Radiohead’s ever-experimental frontman Thom Yorke on Friday released a surprise new album through computer file-sharing, testing a new way of revenue generation that he hopes can directly benefit musicians.
Called “Tomorrow’s Modern Boxes,” Yorke’s second solo album is a melancholy, ambient composition whose layered but measured textures of electronic rifts reflect his frequent theme of the role of the individual in an increasingly industrialized world.
While the sound will be instantly familiar to Radiohead fans, Yorke chose a new way to sell the album — over BitTorrent, the system to share large files between computers that has become notorious for the free swapping of copyrighted material.
“Tomorrow’s Modern Boxes” breaks new ground by charging for the files, although the $6 price is less than most album sales.
“I am trying something new, don’t know how it will go,” Yorke wrote on Twitter as he suddenly released the album.
In a longer message, Yorke said that BitTorrent could allow artists — who frequently complain of meager royalties — to bypass “the self-elected gate-keepers” and sell their work directly.
“If it works well, it could be an effective way of handing some control of Internet commerce back to people who are creating the work,” he said.
But Yorke admitted he was unsure the public will “get its head around” the idea. In an age when streaming and smartphones are transforming the music industry, BitTorrent relies on computers with “Tomorrow’s Modern Boxes” unavailable on iTunes.
Radiohead has frequently experimented on distribution techniques, with the last album “The King of Limbs” self-released for downloading on the band’s website before it went on general sale.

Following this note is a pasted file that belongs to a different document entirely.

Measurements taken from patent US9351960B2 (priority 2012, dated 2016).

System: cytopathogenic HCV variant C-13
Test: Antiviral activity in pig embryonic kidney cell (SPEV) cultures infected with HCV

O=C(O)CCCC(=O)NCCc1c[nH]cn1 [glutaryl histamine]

In 2007, Radiohead let customers name their own price when downloading “In Rainbows.” A study later found that, while many fans paid, more people downloaded it — for free — on BitTorrent than from the band’s website.
The latest innovative release comes weeks after mega-stars U2 took a different approach by releasing album “Songs of Innocence” for free on iTunes as part of a promotion with Apple.
– Dark sci-fi atmosphere –
“Tomorrow’s Modern Boxes” further hones Radiohead’s sound developed in the late 1990s on albums such as the seminal “Kid A,” when the former guitar-driven alternative rockers turned to keyboards and classical theory with Yorke’s voice subservient to the songs’ greater atmosphere.
Yorke’s keyboards duel throughout “Tomorrow’s Modern Boxes” with a tighter rhythm section, as the dark and sometimes wobbly digitized chords impatiently toy with picking up the tempo.
The first track, “A Brain in a Bottle,” sets the tone for the album with an accompanying video glaring at a disheveled Yorke from assorted angles before he retreats behind boxing gloves.
“Oh, what’s that seeking us? Steel hands have come to talk to us. Take me back,” Yorke sings over an electronic backdrop that produces an air of science fiction.
Yorke similarly rues the direction of modernization on “Interference,” in which he sings, “In the future, we will change our numbers and lose contact / In the future, leaves will turn brown when we want them.”
“Tomorrow’s Modern Boxes” gradually shifts into long instrumental sections, with pulsating keyboards that would be at home on the hazy floor of a trance set — even if the pace is barely danceable.
The album could be followed by fresh Radiohead work.
Yorke recently sent out a series of cryptic tweets hinting at a new album — including a link to an untitled picture of a white turntable.
While the picture could have foreshadowed “Tomorrow’s Modern Boxes,” Yorke also indicated that he has spent two days in the studio with longtime Radiohead collaborator Stanley Donwood.